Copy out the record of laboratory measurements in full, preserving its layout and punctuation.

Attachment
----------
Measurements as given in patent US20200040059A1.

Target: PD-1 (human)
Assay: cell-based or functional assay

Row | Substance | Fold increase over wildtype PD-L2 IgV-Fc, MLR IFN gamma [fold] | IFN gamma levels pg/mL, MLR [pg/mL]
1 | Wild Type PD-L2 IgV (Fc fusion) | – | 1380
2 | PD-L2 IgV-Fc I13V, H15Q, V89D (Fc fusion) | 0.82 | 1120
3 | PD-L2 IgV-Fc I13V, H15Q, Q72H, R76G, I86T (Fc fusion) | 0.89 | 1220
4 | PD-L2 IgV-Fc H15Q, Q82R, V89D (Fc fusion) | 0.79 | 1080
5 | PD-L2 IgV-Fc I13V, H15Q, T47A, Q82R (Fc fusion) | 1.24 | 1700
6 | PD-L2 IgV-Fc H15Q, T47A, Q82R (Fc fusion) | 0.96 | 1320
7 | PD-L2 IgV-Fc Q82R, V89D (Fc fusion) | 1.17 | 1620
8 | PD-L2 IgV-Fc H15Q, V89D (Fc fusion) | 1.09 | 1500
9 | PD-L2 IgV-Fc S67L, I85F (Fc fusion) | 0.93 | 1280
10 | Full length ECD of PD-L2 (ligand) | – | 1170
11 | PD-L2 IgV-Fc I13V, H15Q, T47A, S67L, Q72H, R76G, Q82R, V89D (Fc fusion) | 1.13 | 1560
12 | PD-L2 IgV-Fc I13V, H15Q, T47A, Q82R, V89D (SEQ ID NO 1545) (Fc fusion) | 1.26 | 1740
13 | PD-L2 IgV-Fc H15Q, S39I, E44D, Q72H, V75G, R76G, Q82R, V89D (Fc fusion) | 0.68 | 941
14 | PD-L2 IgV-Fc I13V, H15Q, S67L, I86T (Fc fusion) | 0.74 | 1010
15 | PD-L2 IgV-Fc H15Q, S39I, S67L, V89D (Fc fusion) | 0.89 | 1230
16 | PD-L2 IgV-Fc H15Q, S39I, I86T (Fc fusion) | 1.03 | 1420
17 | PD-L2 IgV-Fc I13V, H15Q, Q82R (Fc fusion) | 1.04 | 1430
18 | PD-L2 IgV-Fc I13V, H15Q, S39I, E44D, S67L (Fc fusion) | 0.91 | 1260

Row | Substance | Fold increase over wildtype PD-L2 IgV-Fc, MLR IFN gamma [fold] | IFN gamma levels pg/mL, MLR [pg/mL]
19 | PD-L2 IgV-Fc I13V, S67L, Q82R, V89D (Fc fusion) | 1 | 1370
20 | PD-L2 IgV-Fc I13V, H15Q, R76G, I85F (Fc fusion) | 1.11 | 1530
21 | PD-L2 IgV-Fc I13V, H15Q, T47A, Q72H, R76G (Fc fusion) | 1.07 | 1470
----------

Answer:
Measurements as given in patent US20200040059A1.

Target: PD-1 (human)
Assay: cell-based or functional assay

Row | Substance | Fold increase over wildtype PD-L2 IgV-Fc, MLR IFN gamma [fold] | IFN gamma levels pg/mL, MLR [pg/mL]
1 | Wild Type PD-L2 IgV (Fc fusion) | – | 1380
2 | PD-L2 IgV-Fc I13V, H15Q, V89D (Fc fusion) | 0.82 | 1120
3 | PD-L2 IgV-Fc I13V, H15Q, Q72H, R76G, I86T (Fc fusion) | 0.89 | 1220
4 | PD-L2 IgV-Fc H15Q, Q82R, V89D (Fc fusion) | 0.79 | 1080
5 | PD-L2 IgV-Fc I13V, H15Q, T47A, Q82R (Fc fusion) | 1.24 | 1700
6 | PD-L2 IgV-Fc H15Q, T47A, Q82R (Fc fusion) | 0.96 | 1320
7 | PD-L2 IgV-Fc Q82R, V89D (Fc fusion) | 1.17 | 1620
8 | PD-L2 IgV-Fc H15Q, V89D (Fc fusion) | 1.09 | 1500
9 | PD-L2 IgV-Fc S67L, I85F (Fc fusion) | 0.93 | 1280
10 | Full length ECD of PD-L2 (ligand) | – | 1170
11 | PD-L2 IgV-Fc I13V, H15Q, T47A, S67L, Q72H, R76G, Q82R, V89D (Fc fusion) | 1.13 | 1560
12 | PD-L2 IgV-Fc I13V, H15Q, T47A, Q82R, V89D (SEQ ID NO 1545) (Fc fusion) | 1.26 | 1740
13 | PD-L2 IgV-Fc H15Q, S39I, E44D, Q72H, V75G, R76G, Q82R, V89D (Fc fusion) | 0.68 | 941
14 | PD-L2 IgV-Fc I13V, H15Q, S67L, I86T (Fc fusion) | 0.74 | 1010
15 | PD-L2 IgV-Fc H15Q, S39I, S67L, V89D (Fc fusion) | 0.89 | 1230
16 | PD-L2 IgV-Fc H15Q, S39I, I86T (Fc fusion) | 1.03 | 1420
17 | PD-L2 IgV-Fc I13V, H15Q, Q82R (Fc fusion) | 1.04 | 1430
18 | PD-L2 IgV-Fc I13V, H15Q, S39I, E44D, S67L (Fc fusion) | 0.91 | 1260

Row | Substance | Fold increase over wildtype PD-L2 IgV-Fc, MLR IFN gamma [fold] | IFN gamma levels pg/mL, MLR [pg/mL]
19 | PD-L2 IgV-Fc I13V, S67L, Q82R, V89D (Fc fusion) | 1 | 1370
20 | PD-L2 IgV-Fc I13V, H15Q, R76G, I85F (Fc fusion) | 1.11 | 1530
21 | PD-L2 IgV-Fc I13V, H15Q, T47A, Q72H, R76G (Fc fusion) | 1.07 | 1470